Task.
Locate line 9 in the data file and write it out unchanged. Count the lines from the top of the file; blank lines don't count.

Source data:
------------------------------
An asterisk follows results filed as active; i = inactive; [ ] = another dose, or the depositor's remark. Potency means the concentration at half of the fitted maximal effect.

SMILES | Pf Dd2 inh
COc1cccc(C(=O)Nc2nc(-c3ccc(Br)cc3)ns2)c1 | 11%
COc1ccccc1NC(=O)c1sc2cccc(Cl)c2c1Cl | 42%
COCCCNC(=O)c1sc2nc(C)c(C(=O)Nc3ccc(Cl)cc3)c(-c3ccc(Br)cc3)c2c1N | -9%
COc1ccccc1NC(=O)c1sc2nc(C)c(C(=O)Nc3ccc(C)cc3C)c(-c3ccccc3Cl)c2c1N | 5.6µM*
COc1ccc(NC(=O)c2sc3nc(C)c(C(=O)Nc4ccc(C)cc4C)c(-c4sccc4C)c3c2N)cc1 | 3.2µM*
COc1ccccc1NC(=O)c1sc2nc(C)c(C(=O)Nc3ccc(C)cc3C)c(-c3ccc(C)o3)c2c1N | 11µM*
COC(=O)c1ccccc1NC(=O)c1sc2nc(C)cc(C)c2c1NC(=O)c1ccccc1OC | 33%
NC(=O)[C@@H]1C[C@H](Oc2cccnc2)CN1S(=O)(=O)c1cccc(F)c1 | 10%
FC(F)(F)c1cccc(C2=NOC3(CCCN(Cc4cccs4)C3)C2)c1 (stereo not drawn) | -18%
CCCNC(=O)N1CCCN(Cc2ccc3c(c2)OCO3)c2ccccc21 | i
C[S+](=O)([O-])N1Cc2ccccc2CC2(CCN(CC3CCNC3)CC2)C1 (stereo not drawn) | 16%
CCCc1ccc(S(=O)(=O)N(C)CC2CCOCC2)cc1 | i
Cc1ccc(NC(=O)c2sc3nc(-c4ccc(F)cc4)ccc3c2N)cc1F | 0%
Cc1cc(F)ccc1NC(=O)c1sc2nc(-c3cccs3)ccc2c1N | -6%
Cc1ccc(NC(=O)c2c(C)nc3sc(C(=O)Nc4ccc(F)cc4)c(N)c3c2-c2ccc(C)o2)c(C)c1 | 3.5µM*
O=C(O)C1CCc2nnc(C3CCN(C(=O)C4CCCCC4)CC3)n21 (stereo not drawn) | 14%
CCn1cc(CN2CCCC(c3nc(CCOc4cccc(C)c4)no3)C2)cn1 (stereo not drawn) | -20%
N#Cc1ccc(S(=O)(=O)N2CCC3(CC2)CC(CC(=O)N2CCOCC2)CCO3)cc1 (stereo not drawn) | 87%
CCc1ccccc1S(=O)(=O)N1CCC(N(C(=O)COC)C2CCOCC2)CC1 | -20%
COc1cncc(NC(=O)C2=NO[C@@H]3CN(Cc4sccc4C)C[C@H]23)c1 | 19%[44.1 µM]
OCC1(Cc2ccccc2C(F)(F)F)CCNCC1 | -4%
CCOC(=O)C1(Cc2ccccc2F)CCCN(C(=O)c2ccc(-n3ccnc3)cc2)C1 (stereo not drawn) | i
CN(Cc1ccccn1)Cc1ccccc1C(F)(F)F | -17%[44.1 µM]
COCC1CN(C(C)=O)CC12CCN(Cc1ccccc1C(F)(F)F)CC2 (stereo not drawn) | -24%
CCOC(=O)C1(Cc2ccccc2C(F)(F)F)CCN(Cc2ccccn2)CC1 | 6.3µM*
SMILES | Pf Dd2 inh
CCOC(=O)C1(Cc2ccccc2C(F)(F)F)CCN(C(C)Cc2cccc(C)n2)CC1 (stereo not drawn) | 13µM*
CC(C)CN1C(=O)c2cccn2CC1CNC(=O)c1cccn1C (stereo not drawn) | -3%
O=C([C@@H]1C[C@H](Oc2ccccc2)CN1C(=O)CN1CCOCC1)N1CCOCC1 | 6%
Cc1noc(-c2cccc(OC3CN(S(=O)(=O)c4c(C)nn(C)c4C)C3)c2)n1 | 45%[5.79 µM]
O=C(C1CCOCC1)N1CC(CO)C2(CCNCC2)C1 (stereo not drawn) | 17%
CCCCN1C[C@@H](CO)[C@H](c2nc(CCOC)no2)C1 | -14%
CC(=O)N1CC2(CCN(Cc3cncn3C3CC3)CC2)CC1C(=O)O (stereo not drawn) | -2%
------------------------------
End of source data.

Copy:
COC(=O)c1ccccc1NC(=O)c1sc2nc(C)cc(C)c2c1NC(=O)c1ccccc1OC | 33%